If a tackle is the best player on the board, then by all means, the Eagles should take him. As this situation demonstrates, you can never have too much offensive line depth, particularly on the outside. However, they shouldn’t use their first round pick based solely on a need this season. As we saw with Danny Watkins in 2011, there is no guarantee a rookie will even be ready. They are better off using a mid-round selection, and developing that player in case Peters doesn’t rebound.
Left tackle is typically considered the most important position on the offensive line, so the Eagles could move their remaining starter at tackle to compensate.
Reasons for moving Herremans: most teams line up their best pass rusher over the left tackle. Would you rather have Dunlap or Herremans blocking DeMarcus Ware? The right side of the offensive line is also the “strong” side. The tight end usually lines up along side the right tackle, where he can assist in protection.
Reasons to leave Herremans: Since Vick is a left-handed quarterback, the right tackle is responsible for his blind side. Usually you prefer the most reliable lineman has the QB’s back. Additionally, it creates an even larger shakeup that will affect continuity. Right now, the Eagles are only replacing one player. If they switch Herremans, both Evan Mathis and Watkins will be learning to play with a different teammate from a year ago. For Watkins, it could cause an unnecessary growing pain for a kid who had his share of struggles as a rookie.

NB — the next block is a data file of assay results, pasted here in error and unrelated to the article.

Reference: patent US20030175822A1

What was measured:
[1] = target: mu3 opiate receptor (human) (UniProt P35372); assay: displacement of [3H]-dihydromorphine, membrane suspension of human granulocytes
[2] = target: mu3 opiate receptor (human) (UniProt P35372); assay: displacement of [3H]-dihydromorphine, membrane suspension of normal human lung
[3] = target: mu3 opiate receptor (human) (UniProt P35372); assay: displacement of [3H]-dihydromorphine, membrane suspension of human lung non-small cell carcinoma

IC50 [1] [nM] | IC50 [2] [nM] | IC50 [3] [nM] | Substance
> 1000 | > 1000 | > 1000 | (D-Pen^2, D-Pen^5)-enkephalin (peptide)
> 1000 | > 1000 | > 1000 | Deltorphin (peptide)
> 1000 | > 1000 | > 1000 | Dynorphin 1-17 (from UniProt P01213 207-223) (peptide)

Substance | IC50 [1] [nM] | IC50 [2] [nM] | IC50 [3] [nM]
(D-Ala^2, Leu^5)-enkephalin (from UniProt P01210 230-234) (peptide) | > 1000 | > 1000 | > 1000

It seems moving Herremans solves little, and invents another set of issues altogether. In fact, Herremans has started six games on the left in seven NFL seasons, so we’re not exactly talking about a proven solution. In lieu of another option from free agency or the draft, they should at least give Dunlap a shot to earn the job, and go to plan B only if necessary.
It’s no surprise in the initial shock of this all, we are grasping at any and every straw that comes along. Jason Peters is a great, great player, and there is no way the front office can truly replace him in time for the 2012 season.
But don’t you think maybe we are selling King Dunlap just a little bit short? This kid has come a long way since the Birds took him in the seventh round of the ’08 draft. He has the tools to succeed in the NFL, and in seven career starts, has never once really disappointed. Who knows, maybe he is capable.
If the Eagles can find somebody better, fine. Just remember there’s a reason why teams draft players in the later rounds, then hide them on the practice squad or at the end of the bench, spending years teaching them the system, coaching them up, preparing them to play. Sometimes, you wind up relying on those guys.
It’s not the ideal scenario for a team with Super Bowl aspirations, but neither were the seemingly insurmountable injuries that faced the Giants last season, or the Packers a year earlier, or most teams that wind up hoisting the Lombardi Trophy — some with backup quarterbacks. Why not with a backup left tackle?
Maybe this is Dunlap’s chance to sink or swim… and the Eagles along with him.